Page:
Despite not always seeing action, these players mean plenty to teams

Jordan Williams DB for GJHS on the sideline

Central lineman Tanner Roybal.

They put in the same bulk of time at practice as many of the other players.

The hours are just as long. While other high school students are heading home to grab something out of the snack cupboard or sitting in front of their computer, these guys are out on the practice field, often until dark, doing drill after drill.

For most senior football players, their payoff comes on Friday night or Saturday afternoon. Win or lose, they’re the ones getting playing time.

For a select few seniors, being in the starting lineup isn’t in the cards. Athletic ability, size or talent hasn’t tapped them on the shoulder like some other players.

What keeps them heading out to the practice field every afternoon, often being on the wrong end of the tackling drills and running on the scout team?

“Football’s the greatest sport,” Jordan Williams explained.

“I love the sport,” Tanner Roybal said. “It’s all about dedication.”

As a Grand Junction High School senior, Williams played his final prep game on Thursday when the Tigers closed out their season with 42-22 victory over Palmer.

Williams had a key block to free Tyler Winder for a 75-yard touchdown on a reverse after a kickoff.

Roybal is a senior defensive lineman at Central, which lost 49-7 on Saturday to Chapparel.

Williams began high school at Central. By the start of his sophomore year, he had transferred to Grand Junction.

“I wouldn’t want to go to any other school,” he said.

And this fall, he didn’t want to be anywhere other than on the football field, even though he didn’t get much playing time.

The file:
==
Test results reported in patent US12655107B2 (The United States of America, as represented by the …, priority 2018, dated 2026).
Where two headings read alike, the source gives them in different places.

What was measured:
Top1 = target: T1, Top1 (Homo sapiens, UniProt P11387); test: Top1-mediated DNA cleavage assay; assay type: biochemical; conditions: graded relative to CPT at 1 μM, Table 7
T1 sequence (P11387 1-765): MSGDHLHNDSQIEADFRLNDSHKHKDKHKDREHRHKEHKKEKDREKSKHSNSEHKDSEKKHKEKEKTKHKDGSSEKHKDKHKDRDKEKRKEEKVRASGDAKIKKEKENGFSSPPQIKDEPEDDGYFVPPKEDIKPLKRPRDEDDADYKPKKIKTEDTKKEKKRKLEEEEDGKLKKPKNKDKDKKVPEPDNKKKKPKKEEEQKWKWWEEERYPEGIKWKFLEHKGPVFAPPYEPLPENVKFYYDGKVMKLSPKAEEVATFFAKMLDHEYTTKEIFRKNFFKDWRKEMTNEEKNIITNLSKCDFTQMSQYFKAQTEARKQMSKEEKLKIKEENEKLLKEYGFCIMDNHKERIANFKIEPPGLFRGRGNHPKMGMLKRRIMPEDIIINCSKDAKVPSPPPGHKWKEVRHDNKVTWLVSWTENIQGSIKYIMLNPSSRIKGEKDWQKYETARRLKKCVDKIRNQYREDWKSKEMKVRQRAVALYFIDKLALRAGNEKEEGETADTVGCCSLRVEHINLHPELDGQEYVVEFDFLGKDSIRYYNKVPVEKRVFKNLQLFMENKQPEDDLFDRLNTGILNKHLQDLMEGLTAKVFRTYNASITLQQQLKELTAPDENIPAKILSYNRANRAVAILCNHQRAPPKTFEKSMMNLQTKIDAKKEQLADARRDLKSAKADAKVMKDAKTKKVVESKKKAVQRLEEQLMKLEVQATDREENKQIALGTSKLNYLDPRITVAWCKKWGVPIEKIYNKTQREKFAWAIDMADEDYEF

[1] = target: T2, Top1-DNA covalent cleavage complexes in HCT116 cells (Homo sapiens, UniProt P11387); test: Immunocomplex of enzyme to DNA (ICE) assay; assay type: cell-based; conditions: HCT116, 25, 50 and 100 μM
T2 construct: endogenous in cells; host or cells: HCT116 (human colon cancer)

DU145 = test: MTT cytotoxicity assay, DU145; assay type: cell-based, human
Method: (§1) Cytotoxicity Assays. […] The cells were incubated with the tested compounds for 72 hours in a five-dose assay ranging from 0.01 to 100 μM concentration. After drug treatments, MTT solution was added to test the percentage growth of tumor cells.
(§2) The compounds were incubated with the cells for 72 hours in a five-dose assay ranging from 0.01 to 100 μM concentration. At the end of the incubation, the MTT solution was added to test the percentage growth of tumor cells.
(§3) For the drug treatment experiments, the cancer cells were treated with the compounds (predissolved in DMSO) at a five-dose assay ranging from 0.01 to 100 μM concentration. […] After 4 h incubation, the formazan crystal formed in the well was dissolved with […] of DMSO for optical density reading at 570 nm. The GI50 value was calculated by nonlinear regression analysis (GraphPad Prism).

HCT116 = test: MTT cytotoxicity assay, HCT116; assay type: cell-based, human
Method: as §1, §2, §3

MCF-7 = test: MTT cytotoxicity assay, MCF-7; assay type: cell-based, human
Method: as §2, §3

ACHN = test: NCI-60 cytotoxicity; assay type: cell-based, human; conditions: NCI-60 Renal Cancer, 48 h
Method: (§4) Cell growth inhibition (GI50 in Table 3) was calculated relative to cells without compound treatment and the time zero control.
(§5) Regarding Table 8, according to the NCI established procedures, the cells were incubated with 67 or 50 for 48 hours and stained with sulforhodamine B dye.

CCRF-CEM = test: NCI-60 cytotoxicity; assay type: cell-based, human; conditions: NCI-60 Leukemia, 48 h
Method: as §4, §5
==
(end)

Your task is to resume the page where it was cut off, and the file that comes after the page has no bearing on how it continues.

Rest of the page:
“My friends are here,” he said.

That, Grand Junction coach Robbie Owens said, is what draws Williams and a number of other players to the program.

“I think the kids are out there to learn about friendships and that bond,” Owens said.

“Sometimes it’s (about) just having them on a team,” Central head coach Vern McGee said.

Earlier in the season, Williams made brief appearances late against Cherry Creek and Durango.

“It’s just exciting,” he said.

Williams spent much of his practice time playing on the scout team offense and defense.

“I might not get out there but hopefully I could give them a look they could use,” he said of helping the Tigers’ offense and defense get a peek at what to expect each week from the opposition.

Owens said that is Williams’ contribution to the program.

“Jordan’s a guy you can rely on,” Owens said. “His game is every day.”

Roybal got some select time as a defensive tackle this season but most of his playing time came on special teams. He lined up on the front line on both the kick return and punt return teams.

As with Williams, “I’m out there to help make the team better,” Roybal said.

Roybal didn’t go out for high school football until last season.

“I did it when I was younger and wanted to try it out again,” he said.

Being two years behind the other juniors last year was a challenge.

“Starting out it was pretty hard because I didn’t know a lot about what was going on,” he said.

His teammates and defensive coordinator Tony Santy were patient with him and helped walk him through things.

Ah, those teammates. Those were the guys that really kept Williams and Roybal coming back night after night, week after week.

Roybal made a lot of new friends through football.

“People will help you with your homework,” he said.

“He’s a good kid and the other kids like him,” McGee said of Roybal fitting in well with his teammates.

His two years with the Warriors have given Roybal a sense of discipline.

“(I’ve learned) self-control, and it’s kept me in shape,” he said.

“Not all those kids start,” McGee said of a Central program that has 120 players out this season. “You hope as an activity that he’s getting something out of it.”

“Football is a microcosm of life,” Owens said.

With Owens completing his first season as the Tigers’ head coach, Williams got his reward in other ways.

“You’re in on the ground floor of something that’s going to last a long time here,” Williams said, predicting good things for the Tigers’ program in the future. “And I was a part of it.”

No matter whether they’re starting or coming off the bench, one thing kept them out all season.

“It goes back to loving the game,” Owens said.


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